Show us your risk – Britain should force large companies and assets owners such as pension funds to report their exposure to climate risks by 2022 at the latest, a cross-party group of lawmakers said in a report published on Monday. Concerns in the investment community that assets are being mispriced because climate risk is not being factored into financial reporting have prompted demand for more transparent climate-related financial information, Reuters reports. Separately, a cross-party coalition of MPs and peers has called on the government to enshrine a “net-zero” GHG target in law.
The biggest help – Canada provides more government support for oil and gas companies than any other G7 nation and is among the least transparent about fossil fuel subsidies, a new report reveals. Despite pledging in 2009 to completely end the subsidies by 2025, the seven countries collectively were found to be spending more than £70 billion ($93 bln) annually supporting oil, gas and coal. The report was co-authored by the International Institute for Sustainable Development, Natural Resources Defense Council, the Overseas Development Institute, and Oil Change International. It comes as Canada prepares to host this week’s G7 summit, only days after Prime Minister Justin Trudeau announced federal government plans to purchase the Kinder Morgan pipeline, which will ship diluted bitumen from Alberta’s oilsands to BC’s coast for export. (The Narwhal)
Grand plans – China recently approved a new combined free trade zone and ecological region in the southern Hainan province, and the local government is targeting a role as an international trading hub, reported newswire ECNS. The new district will be an international trading venue for energy, shipping, bulk commodities, property rights, stock equities, and carbon credits, pledged a local government official. However, Hainan – an island in the South China Sea known more for beachside tourism than international trade – would have to stave off competition from at least 30 other Chinese carbon exchanges, as well as the yet-to-be-built national ETS exchange in Shanghai, before it could start to draw interest from abroad once the new zone is fully built seven years from now.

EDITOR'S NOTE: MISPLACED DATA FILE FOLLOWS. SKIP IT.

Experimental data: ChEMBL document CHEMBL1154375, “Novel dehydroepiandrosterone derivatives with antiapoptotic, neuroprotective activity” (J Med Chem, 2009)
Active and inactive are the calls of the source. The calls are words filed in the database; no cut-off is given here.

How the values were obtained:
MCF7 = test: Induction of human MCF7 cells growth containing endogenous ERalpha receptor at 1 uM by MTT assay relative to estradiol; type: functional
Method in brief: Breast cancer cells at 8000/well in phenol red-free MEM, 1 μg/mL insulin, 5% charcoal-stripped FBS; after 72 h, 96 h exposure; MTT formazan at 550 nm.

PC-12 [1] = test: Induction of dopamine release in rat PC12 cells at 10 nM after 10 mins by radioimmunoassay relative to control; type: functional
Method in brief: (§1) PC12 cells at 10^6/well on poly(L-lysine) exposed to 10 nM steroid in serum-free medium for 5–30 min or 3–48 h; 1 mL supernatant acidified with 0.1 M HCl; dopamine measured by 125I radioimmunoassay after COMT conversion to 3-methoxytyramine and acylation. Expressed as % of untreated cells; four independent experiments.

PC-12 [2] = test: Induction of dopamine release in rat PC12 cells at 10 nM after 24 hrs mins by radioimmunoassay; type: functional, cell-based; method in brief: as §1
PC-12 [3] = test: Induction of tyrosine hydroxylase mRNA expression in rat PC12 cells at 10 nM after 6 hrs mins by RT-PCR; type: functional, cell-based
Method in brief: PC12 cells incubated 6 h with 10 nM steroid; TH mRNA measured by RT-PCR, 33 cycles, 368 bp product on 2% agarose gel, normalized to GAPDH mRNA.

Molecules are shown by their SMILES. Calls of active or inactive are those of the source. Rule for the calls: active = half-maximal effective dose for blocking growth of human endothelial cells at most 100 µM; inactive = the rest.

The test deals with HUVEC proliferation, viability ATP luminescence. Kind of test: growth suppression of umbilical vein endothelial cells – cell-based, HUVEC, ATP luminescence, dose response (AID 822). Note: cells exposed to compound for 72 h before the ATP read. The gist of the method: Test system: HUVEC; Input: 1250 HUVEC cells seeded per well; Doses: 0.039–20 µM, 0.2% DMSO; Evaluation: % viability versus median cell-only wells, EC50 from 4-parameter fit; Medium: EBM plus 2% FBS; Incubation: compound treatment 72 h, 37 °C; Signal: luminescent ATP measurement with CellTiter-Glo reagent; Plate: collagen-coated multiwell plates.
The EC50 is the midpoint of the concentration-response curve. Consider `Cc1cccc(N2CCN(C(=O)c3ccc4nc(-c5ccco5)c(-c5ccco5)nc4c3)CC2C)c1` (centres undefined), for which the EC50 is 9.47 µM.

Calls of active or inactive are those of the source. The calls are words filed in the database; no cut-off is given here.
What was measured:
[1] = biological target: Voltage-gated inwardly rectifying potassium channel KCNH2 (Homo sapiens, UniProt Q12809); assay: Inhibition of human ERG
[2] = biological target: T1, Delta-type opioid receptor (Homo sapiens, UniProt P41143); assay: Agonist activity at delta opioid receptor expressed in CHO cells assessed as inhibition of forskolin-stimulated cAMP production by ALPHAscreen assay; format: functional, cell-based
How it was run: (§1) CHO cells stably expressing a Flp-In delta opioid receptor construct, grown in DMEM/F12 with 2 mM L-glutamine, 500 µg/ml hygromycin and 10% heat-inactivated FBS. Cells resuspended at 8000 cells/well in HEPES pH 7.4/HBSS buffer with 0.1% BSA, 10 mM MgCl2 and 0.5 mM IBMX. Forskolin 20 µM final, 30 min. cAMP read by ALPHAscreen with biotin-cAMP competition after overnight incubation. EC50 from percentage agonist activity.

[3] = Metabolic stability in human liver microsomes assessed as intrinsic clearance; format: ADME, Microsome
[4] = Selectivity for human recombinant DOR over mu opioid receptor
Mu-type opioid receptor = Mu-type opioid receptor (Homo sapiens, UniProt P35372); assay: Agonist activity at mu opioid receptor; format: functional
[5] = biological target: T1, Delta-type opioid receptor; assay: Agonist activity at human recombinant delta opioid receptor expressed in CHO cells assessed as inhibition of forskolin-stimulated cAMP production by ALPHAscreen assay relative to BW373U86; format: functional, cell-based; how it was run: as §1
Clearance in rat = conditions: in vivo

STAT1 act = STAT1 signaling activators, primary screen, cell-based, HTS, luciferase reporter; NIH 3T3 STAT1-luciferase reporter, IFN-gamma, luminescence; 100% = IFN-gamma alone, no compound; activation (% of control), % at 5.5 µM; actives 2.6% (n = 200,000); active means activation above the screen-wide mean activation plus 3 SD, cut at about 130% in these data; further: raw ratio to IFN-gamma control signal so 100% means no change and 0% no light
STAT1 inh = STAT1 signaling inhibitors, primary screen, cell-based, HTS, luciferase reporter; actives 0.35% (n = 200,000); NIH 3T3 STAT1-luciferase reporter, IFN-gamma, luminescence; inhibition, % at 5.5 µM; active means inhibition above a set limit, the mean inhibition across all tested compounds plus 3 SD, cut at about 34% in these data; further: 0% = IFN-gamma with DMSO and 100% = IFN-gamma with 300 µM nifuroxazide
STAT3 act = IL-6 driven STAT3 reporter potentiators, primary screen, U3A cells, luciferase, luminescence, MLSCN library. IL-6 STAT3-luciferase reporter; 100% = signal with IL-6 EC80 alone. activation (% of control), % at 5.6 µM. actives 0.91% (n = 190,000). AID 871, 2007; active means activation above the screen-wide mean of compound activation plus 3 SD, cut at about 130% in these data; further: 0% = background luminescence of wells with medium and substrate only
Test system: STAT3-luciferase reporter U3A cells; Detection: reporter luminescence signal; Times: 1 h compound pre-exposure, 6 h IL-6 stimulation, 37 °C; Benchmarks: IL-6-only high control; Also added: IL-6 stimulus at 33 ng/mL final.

Turkish ETS – Turkey’s Iyi Party has promised a local emissions trading scheme and an increase in the share of renewables in the power generation mix in its manifesto for elections on June, Argus reports. Turkey pledged to cut its carbon emissions by 21% by 2030 as part of the Paris climate change agreement, but the country’s parliament is yet to ratify it. The Iyi Party was founded in October last year and then formed an alliance with the main opposition CHP party to remove the risk of being below the 10% threshold to gain places in parliament. Polls predict a close race between the ruling Cumhur alliance and the opposition Millet alliance.
Tipped to be wrong – Leading global forecasts widely underestimate the future costs of climate change, a new paper warns. The findings released in the Review of Environmental Economics and Policy say projections used by the United Nations Intergovernmental Panel on Climate Change (IPCC) rely on outdated models and fail to account for “tipping points” ― key moments when global warming rapidly speeds up and becomes irreversible. (HuffPost)
Climate wins – Hawaii Governor David Ige (D) will sign three climate-related bills into law on Monday that were passed last month in the legislature. These include a bill to set a carbon neutrality target for the 50th state by 2045 and establish the Greenhouse Gas Sequestration Task Force, construct a voluntary carbon offset programme, and require environmental impact statements to factor in sea level rise analysis before building projects. (Public Now)
And finally… Save Blockbuster! – Actor and former California Gov. Arnold Schwarzenegger (R) has mocked news that President Trump is considering a plan to prolong the use of struggling US coal and nuclear plants, The Hill reports, saying he eagerly awaits the administration’s regulations to also protect pagers, fax machines, and failed video rental business Blockbuster. The White House on Friday announced that Trump had ordered Energy Secretary Rick Perry to take “immediate steps” to preclude the closures of these plants using a Cold War-era law in the name of energy security. Critics say the move is an unprecedented intervention into wholesale energy markets and could ultimately lead to their unravelling.